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Freakonomics: A Rogue Economist Explores the…
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Freakonomics: A Rogue Economist Explores the Hidden Side of Everything (original 2005; edition 2009)

by Steven D. Levitt (Author)

Series: Freakonomics (1)

MembersReviewsPopularityAverage ratingMentions
23,666430113 (3.83)288
Which is more dangerous, a gun or a swimming pool? What do schoolteachers and sumo wrestlers have in common? Why do drug dealers still live with their moms? How much do parents really matter? What kind of impact did Roe v. Wade have on violent crime? These may not sound like typical questions for an economist to ask--but Levitt is not a typical economist. He studies the stuff and riddles of everyday life--from cheating and crime to sports and child rearing--and his conclusions regularly turn the conventional wisdom on its head. The authors show that economics is, at root, the study of incentives--how people get what they want, or need, especially when other people want or need the same thing. In this book, they set out to explore the hidden side of everything. If morality represents how we would like the world to work, then economics represents how it actually does work.--From publisher description.… (more)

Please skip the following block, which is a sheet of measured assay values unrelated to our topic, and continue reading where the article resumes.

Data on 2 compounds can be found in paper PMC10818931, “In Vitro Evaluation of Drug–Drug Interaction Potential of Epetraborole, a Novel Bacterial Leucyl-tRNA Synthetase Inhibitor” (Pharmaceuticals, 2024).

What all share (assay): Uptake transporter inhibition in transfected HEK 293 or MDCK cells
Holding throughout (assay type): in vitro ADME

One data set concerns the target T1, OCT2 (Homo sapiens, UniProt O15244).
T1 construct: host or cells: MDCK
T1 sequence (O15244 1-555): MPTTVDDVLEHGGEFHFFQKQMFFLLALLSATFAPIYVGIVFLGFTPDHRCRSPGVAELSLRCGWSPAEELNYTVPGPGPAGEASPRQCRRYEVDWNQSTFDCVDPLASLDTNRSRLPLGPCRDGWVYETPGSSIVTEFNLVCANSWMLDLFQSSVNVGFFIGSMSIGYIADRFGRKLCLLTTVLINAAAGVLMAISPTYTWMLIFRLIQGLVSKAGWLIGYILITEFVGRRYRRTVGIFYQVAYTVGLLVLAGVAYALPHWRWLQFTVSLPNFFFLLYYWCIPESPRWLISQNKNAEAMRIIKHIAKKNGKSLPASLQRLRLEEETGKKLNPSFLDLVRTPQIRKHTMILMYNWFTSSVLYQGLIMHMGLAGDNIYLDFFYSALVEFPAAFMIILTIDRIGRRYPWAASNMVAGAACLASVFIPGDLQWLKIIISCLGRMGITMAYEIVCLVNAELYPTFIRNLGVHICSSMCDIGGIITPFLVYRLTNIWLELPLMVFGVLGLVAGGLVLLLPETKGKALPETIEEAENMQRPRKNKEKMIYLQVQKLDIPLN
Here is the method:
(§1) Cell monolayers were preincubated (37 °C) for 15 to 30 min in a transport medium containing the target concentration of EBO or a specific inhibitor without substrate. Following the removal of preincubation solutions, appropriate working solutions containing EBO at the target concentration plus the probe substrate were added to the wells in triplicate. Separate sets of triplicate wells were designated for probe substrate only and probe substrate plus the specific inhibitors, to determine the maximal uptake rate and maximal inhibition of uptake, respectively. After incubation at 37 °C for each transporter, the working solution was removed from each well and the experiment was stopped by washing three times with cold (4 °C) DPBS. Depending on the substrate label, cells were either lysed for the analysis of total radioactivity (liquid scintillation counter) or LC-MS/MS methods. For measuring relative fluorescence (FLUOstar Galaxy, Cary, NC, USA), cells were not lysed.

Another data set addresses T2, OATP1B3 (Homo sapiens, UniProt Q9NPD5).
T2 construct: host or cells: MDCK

Member:livhsuen
Title:Freakonomics: A Rogue Economist Explores the Hidden Side of Everything
Authors:Steven D. Levitt (Author)
Info:HarperCollins Publishers (2009), 352 pages
Collections:Your library
Rating:
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Work Information

Freakonomics: A Rogue Economist Explores the Hidden Side of Everything by Steven D. Levitt (2005)